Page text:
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Re: emsTyper 1.1 testing - Pali transliteration on web pages

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  • palitechguy
    Hi Jon and George; 1) Jon : I found the Burmese Unicode decimal values. There are about 90 codes for letters, numbers, and some other things. If I understand
    Message 1 of 19 , Apr 27, 2008
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      Hi Jon and George;

      1) Jon : I found the Burmese Unicode decimal values. There are about
      90 codes for letters, numbers, and some other things. If I understand
      correctly, these are the Unicode codes you wish to use? If so, I just
      need to know
      - where to download a free Burmese font (so I can get it and mention
      it in emsTyper)
      - what transliteration codes you would prefer for the characters

      2) About preserving original texts. I think that there may be
      something in behind this discussion worth noting.

      In the vinaya : Schism. A schism is a serious division in the
      Community — so serious that, if achieved in a dishonest way, it ranks
      with matricide, patricide, killing an arahant, and maliciously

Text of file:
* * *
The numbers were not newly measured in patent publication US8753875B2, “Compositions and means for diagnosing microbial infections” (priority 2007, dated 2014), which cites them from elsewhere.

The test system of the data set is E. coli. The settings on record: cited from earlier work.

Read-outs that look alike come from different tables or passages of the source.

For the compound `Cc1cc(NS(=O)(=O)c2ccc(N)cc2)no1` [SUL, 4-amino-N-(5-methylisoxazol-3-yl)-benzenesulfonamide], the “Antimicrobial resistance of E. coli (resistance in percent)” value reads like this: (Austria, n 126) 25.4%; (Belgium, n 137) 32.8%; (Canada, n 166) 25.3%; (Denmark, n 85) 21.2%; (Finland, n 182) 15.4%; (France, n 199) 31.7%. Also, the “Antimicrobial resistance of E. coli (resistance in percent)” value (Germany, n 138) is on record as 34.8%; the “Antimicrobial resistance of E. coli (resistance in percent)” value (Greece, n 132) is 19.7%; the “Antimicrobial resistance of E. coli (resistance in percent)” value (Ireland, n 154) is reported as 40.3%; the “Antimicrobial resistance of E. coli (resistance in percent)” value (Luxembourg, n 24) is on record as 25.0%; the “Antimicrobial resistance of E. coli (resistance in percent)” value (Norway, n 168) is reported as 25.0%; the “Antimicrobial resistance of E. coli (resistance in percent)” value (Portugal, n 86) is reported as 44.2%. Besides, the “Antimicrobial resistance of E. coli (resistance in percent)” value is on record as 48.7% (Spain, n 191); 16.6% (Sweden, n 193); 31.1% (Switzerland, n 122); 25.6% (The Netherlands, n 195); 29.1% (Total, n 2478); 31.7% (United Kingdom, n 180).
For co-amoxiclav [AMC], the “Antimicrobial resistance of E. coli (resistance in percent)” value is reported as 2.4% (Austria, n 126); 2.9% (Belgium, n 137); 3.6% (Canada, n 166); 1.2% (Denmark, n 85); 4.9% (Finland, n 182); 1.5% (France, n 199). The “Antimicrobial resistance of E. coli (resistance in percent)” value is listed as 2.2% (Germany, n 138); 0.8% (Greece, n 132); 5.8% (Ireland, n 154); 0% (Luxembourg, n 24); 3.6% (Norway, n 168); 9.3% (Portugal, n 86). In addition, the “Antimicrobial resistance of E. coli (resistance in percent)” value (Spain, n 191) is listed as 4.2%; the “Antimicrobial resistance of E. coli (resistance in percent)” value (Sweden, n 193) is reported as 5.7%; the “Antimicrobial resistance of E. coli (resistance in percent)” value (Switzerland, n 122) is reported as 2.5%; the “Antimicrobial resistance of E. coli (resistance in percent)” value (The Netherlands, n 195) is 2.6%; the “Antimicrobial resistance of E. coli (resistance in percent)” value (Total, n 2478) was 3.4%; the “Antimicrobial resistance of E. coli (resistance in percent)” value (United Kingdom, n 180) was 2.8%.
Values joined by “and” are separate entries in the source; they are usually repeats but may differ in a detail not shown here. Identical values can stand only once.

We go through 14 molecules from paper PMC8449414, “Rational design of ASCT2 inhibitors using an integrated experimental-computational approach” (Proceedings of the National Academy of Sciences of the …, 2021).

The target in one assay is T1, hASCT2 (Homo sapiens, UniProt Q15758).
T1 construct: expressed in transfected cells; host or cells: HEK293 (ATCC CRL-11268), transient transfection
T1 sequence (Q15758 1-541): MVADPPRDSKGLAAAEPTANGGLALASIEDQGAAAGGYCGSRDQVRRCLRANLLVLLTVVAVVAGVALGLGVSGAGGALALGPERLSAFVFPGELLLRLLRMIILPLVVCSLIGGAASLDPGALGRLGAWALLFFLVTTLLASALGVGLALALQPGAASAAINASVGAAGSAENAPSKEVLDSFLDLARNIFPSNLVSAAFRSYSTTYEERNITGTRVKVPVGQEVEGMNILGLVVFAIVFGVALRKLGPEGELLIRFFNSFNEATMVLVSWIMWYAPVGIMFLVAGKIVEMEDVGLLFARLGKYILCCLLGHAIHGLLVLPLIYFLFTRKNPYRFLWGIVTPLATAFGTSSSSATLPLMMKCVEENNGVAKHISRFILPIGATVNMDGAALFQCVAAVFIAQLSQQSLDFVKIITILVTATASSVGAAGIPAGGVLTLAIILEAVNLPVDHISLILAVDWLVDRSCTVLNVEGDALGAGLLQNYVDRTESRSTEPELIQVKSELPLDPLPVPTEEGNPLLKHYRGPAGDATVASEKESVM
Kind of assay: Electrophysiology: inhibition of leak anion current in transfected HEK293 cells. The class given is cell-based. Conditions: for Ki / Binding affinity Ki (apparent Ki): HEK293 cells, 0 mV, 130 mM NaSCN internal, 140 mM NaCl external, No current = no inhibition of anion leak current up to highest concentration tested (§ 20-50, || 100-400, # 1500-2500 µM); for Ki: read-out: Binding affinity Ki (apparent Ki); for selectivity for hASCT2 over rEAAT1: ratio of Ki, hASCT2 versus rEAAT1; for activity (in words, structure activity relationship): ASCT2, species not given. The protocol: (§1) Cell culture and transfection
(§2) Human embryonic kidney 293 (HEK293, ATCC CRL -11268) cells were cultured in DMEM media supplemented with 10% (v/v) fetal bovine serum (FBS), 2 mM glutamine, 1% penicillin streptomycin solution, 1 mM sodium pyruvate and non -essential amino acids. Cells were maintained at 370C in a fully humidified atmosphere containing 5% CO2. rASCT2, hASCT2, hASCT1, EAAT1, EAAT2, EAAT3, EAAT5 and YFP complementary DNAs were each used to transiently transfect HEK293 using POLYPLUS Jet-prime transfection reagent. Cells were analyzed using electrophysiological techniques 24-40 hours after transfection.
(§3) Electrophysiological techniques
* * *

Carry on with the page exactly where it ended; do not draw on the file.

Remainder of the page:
shedding the Tathāgata's blood as one of the five most heinous crimes
      a person can commit (AN V.129).

      The following link provides a list about the topic 'Dhamma as
      not-Dhamma' (which I'm sure that everybody is aware of - I'm just
      including the link as a convenience):
      http://www.accesstoinsight.org/lib/authors/thanissaro/bmc1/bmc1.ch05.html#Sg10

      Perhaps it is for this reason that Buddhist scholars and monastics
      feel that it is very important to work with the original texts and
      scripts? Any translation/reformatting is lossy. Even changing the
      paper and ink can create a loss of information for scholars (for
      instance, dating documents or identifying authors by their materials).

      I would suggest that the Buddha's teaching (dhamma) is actually very
      simple. However, the Buddha called his teaching the dhammavinaya.
      Perhaps it is more in the context of the vinaya where the importance
      of working with the best materials available becomes more evident?

      3) Even if you do not speak Burmese, here is a possible situation?
      George finds a text about something in Burmese - but the quote
      provided is in romanized Burmese text. George is not comfortable with
      the comments. He wants to see what other scholars have to say about
      the original text. He needs to search for the Burmese quote. With
      emsTyper, George has a handy way to search for the quote - even if he
      doesn't speak Burmese.

      metta

      palitechguy

      --- In Pali@yahoogroups.com, "gdbedell" <gdbedell@...> wrote:
      >
      > Jon,
      >
      > I am not sure we are getting anywhere<snip>
    • TK Wen
      Dear Jon I m just starting to learn Burmese. Would you please recommend the best unicode font for typing Burmese and Pali in word processor. I found two fonts